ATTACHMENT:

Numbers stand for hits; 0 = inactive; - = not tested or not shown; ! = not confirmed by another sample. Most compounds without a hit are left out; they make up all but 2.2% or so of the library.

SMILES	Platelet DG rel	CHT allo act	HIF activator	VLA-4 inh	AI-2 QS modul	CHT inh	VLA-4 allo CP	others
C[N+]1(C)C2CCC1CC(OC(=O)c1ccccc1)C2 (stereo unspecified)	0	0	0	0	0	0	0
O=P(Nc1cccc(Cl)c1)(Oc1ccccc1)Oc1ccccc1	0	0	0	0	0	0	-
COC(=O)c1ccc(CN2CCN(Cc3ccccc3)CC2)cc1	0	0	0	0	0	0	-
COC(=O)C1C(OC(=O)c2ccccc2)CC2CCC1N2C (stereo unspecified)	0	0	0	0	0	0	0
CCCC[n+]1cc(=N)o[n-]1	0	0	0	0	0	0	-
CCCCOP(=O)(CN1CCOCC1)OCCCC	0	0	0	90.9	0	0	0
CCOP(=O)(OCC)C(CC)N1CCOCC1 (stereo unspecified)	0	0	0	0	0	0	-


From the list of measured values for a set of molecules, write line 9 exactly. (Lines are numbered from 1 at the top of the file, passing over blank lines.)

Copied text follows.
CCOP(=O)(OCC)C(CC)N1CCOCC1 (stereo unspecified)	0	0	0	0	0	0	-